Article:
- All the free email services like Yahoo Mail, Gmail, etc
- All the free video sharing sites like Youtube, Blip TV, Vimeo, etc
- All the search engines
- All the great social networking sites like Facebook, Myspace, Twitter
However, the US/European skew of many of the world’s most popular sites means some of the offerings are not the best, for example:
- Of the map services listed, Google maps is really the only excellent choice, the rest are generally clunky when looking for Australian locations
- Of the news sites, there are no Australian news outlets. However, all the iconic outlets are there like the NY Times, BBC, etc
Games lovers will enjoy the tab called “games” because there are heaps of categories of sites with games featuring balls, action, jigsaw, thinking, stickmen, etc.
There are also tabs for shopping and travel and entertainment, etc.
My favourite tab is the “weekly faves” tab with 10 great new links every week.
This week I discovered ThruYOU – a site where they mix random YouTube videos to create new works. I am going to embed one called Mother Of All Funk Chords for your pleasure. It is pure fun. But before the video – here is the link to All My Faves so you can start exploring by yourself!
Spanish boys launch weather satellite
There has been some media coverage of the Spanish High School students who launched their homemade weather balloon into space, taking great shots of the planet from an embedded, off-the-shelf, point-and-shoot camera. The coverage has been brief with links to the project’s blog in Spanish. However the story is interesting so I am providing the link to the site in English, thanks to Google’s on-the-fly translation service.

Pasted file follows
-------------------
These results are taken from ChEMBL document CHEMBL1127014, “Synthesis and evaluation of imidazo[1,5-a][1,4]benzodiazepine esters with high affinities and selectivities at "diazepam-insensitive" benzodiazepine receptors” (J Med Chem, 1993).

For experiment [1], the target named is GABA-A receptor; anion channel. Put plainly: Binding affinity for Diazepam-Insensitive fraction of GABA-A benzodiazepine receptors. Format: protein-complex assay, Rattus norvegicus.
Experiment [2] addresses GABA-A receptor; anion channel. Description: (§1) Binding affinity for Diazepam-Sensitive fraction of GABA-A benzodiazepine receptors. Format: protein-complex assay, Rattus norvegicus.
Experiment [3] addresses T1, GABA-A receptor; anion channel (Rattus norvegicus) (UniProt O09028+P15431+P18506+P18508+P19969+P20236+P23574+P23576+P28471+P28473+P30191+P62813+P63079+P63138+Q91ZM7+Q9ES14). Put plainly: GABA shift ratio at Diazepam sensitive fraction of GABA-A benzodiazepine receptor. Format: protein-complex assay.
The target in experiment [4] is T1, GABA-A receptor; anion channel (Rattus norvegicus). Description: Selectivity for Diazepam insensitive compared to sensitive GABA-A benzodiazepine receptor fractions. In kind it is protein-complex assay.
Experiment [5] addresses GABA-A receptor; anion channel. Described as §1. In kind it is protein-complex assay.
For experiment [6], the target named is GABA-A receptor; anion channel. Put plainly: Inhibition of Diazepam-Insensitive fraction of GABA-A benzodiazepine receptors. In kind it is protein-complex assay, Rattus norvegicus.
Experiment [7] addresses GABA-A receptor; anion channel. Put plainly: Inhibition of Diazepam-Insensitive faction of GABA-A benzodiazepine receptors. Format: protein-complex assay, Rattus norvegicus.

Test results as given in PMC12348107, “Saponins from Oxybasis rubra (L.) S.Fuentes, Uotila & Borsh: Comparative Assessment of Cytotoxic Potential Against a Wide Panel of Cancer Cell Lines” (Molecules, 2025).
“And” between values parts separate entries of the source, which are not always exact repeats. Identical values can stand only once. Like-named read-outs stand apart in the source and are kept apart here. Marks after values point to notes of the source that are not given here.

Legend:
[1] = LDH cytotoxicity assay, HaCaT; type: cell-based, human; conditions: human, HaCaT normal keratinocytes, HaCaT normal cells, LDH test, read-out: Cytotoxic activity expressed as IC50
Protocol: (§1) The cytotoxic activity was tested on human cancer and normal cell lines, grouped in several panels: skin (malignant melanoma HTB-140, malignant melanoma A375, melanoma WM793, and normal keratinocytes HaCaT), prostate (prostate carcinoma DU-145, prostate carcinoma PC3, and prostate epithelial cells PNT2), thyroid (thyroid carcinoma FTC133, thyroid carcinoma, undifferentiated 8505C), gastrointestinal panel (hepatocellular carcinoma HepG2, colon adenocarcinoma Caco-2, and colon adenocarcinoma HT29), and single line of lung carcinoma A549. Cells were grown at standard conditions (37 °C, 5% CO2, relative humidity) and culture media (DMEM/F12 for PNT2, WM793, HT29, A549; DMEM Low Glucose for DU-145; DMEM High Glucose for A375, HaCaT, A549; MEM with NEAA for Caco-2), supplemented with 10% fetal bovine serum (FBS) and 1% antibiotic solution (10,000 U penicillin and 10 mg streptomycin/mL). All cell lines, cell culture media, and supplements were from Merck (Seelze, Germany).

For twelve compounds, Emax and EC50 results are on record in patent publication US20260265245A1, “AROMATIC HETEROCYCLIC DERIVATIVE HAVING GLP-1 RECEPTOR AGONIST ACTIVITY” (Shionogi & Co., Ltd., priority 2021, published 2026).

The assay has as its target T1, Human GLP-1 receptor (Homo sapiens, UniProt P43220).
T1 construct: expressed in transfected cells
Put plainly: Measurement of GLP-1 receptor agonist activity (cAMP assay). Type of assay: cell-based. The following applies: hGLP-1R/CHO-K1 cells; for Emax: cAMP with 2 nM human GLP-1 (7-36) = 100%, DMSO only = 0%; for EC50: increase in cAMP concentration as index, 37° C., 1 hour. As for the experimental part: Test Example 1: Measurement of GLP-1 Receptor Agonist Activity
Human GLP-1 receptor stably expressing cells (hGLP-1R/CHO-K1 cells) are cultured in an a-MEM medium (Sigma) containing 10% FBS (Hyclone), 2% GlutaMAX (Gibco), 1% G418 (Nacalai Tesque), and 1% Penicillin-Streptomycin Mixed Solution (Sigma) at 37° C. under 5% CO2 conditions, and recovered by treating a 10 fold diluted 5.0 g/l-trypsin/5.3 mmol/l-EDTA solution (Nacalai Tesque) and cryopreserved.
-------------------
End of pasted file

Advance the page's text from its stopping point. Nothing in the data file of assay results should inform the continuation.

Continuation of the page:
You can read the boys’ blog to get the background to the project and/or look at their photogallery in Flickr.
It is great seeing their Mission Control – it was a couple of computers in the backseat of a car. At one point, they ran out of battery power and had to stop at a farm house to plug in to power so they could track their satellite. And, with a rather b-grade science fiction style antenna poking out the back window of their car, they were stopped by the National Guard during their travels to be checked out to make sure they were not terrorists.
Their probe made it 30 kilometres above sea level before the balloon exploded.
Read the story of MeteoTek08 in English.
I received a disturbing email from a good friend yesterday, informing me that Australian mobile phone numbers go public next month and that all mobile phone numbers are being released to telemarketing companies meaning that I will start to receive sale calls. In a strange twist it also told me that I would be CHARGED FOR THESE CALLS. I had to dig deeper.
Thanks to Hoax Slayer, I was able to find a report that revealed there is not a shred of truth to the story and, furthermore, the email is a “localised” copy of an hoax email that has been doing the rounds in the USA for years. It even has the original text that refers to Cell phones rather than mobiles.
The only good thing it does is carry the link to the Do Not Call register – http://www.donotcall.gov.au/.
Back to Hoax Slayer, this site makes for fascinating reading. The categories of emails it covers is a compelling enough reason for me to bookmark this site for future reference:
- True Emails
- Virus Email Hoaxes
- Giveaway Email Hoaxes
- Charity Hoaxes
- Bogus Warnings
- Email Petitions and Protests
- Email Chain Letters
- Celebrity Email Hoaxes
- Prank Emails
- Bad Advice Emails
- Funny Email Hoaxes
- Unsubstantiated Emails
- Missing Child Email Hoaxes
- Phishing Scams
- Nigerian Scams
- Payment Transfer Job Scams
- Email Lottery Scams
- Miscellaneous Scams